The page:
• Christopher Harris says:

      WendieO, I think this is where you have to look at the root purpose of use and the writing style. Is the Bio for research purposes? Or is it more for narrative reading?

  3. How ’bout a designing a solution using tags Chris? Rather than reorganizing the physical library, it approaches the problem with a digital and social solution. Penn is one example of a successful catalog with tags:

  4. Interesting idea! But where do we account for truth (you should pardon the archaic expression)? Some narratives arise from the imagination, others from reality, as you point out. I think Epistemology 101 is a crucial component of information literacy and education in general: What is true, and how can you tell?

    • Clare Murphy says:

      Your comment about “truth” rang a bell with me. Besides the fairy, monster and folk tales, our current ‘NF’ shelves are full of words on less-than-clear-cut truths. Indeed the need to state opinions and beliefs drive the writing of a good portion of those shelves. Is evolution true? -depends on who you ask. (And you will find texts on a range of opinions & theories on that topic.) Is a particular strategy to make money in the stockmarket “true”? Also, opinions that a particular goverment form (or party, person, theory or argument) is best? I recently heard the quote “History is written by the victors” which reminds me that even if a specific piece of historical data is accurate, the pieces missing from any text (and no one can put all the pieces in a book) lend that less-than-truth bent to any text on a historical topic, no matter how scholarly.

      Categories are simply tools for rough groupings. I am all for finding better groupings than living forever with Fiction/NF. But I am glad we don’t use “True” as a label for that rough category that we have currently labelled NF.

  5. Clare Murphy says:

    Interesting thoughts.

    I love fiction. But I also really appreciate the rest of the universe of shared written, spoken (and illustrated?) thought. I would love to see us come up with better terminology than our current “NF”.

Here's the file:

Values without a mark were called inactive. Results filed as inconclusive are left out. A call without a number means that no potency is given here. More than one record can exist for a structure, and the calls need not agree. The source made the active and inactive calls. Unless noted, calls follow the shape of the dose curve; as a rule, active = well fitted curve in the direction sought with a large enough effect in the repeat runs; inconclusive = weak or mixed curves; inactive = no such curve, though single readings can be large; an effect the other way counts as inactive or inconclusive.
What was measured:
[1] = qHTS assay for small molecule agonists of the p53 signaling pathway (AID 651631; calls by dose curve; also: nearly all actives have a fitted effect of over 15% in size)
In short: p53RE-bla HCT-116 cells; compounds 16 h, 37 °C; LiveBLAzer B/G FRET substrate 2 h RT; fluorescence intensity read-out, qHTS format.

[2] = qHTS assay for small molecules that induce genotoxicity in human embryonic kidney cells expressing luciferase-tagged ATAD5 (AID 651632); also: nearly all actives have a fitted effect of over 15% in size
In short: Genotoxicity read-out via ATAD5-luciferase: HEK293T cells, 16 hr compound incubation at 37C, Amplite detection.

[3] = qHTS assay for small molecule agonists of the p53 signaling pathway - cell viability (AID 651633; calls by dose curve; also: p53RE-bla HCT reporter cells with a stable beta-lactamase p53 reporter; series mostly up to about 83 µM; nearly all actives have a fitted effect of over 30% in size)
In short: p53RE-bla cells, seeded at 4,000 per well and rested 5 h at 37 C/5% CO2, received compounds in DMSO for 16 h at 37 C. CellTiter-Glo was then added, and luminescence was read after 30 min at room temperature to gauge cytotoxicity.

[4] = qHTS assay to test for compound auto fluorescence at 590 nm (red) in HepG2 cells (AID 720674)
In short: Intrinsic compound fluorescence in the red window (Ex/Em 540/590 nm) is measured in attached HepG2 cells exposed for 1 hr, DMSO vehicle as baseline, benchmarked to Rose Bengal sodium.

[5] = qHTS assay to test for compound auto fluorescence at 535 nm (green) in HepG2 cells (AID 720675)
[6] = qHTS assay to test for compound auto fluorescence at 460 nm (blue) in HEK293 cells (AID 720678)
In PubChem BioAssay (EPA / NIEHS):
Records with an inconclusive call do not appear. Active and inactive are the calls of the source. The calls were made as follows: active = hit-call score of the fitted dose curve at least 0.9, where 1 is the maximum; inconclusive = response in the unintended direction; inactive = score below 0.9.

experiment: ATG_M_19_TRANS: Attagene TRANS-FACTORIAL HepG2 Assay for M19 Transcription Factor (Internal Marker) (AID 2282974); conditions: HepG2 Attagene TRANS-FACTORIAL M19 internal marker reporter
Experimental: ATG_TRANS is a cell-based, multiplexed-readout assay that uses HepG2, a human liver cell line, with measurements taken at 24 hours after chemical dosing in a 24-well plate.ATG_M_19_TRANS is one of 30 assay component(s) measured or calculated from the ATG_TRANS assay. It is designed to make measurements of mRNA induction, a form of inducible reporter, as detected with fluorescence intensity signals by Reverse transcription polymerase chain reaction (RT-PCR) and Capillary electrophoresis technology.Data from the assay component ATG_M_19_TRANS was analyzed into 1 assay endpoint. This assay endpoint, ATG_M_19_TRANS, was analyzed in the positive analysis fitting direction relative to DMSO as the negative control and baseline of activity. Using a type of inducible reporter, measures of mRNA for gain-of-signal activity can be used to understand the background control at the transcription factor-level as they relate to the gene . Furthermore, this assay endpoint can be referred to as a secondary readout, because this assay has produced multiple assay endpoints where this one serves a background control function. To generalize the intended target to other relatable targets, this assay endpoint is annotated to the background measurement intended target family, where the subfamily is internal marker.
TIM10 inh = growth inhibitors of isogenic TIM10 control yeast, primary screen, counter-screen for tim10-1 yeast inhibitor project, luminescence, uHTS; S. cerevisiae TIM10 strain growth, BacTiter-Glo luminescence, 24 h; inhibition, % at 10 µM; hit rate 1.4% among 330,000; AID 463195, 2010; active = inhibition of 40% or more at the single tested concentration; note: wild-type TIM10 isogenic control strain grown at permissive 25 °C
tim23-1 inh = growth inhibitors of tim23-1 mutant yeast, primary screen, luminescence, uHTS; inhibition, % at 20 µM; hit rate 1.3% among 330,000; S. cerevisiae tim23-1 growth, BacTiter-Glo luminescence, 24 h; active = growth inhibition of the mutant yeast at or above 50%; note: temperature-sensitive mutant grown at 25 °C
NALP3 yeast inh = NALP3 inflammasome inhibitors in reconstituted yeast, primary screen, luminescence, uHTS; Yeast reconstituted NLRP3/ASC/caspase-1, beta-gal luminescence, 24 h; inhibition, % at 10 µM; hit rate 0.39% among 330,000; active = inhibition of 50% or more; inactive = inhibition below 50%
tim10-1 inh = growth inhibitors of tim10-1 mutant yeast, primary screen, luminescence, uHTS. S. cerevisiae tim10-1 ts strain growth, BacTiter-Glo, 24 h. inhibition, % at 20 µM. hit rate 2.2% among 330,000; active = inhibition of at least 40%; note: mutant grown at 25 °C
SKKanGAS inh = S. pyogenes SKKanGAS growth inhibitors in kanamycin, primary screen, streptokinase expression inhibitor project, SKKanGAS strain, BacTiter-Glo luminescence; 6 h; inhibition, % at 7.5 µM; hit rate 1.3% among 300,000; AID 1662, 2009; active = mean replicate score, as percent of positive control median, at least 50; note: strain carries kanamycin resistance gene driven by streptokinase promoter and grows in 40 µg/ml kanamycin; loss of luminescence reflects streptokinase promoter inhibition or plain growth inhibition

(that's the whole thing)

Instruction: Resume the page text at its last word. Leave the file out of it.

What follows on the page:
Funny to think that libraries of long ago were filled with shared written thought: philosophy, scientific and engineering, travel, language, along with songs, poems, plays, and tales & mythologies, through which a person could become “educated”.

    Now, entertainment fiction seems to have taken the vanguard of importance, and everything else is “not fiction”. I wonder just when that happened?

  6. Karen Stearns says:

    Dear Chris, As a former h.s. ENG teacher and now English Educator at SUNY Cortland I appreciate your post. My concern is that it’s necessary to “help” teachers (teacher, now, right! Teachers who have degrees and reading lives!) find non-fiction and/or complex texts for their classrooms K-12.

    If one has a reading life and keeps abreast of current issues through newspapers, magazines and journals, isn’t finding complex texts your students will want to read a no-brainer? Aren’t teachers reading non-fiction of interest themselves?

    I guess I find it appalling that the Core Standards have brought with them an outcry — that if the tried and true (To Kill a Mockingbird, Of Mice and Men, Lord of the Flies, Macbeth, The Great Gatsby, Night, etc.) aren’t the be all and end all of what young people should read, teachers’ lament is “what do we teach then?”

    We’re surrounded by texts we can use to help adolescent readers develop a critical literacy. Equal to librarians, ELA teachers should know that and have the appropriate funds of knowledge necessary to engage kids in interesting and complex texts.

  7. Karen Stearns says:

    Forgive the grammatical error above; I thought I would be able to edit the post. Sorry!!

    • William Lawrence says:

      It’s true what you said about core standards, and as someone from the younger generation I can tell you I have always questioned the stick in the mud attitude of what I was taught. “This is this way because it has always been this way,” that kind of thought doesn’t last the test of time, and if you are not willing to adapt and modify your teaching methods you will fall behind.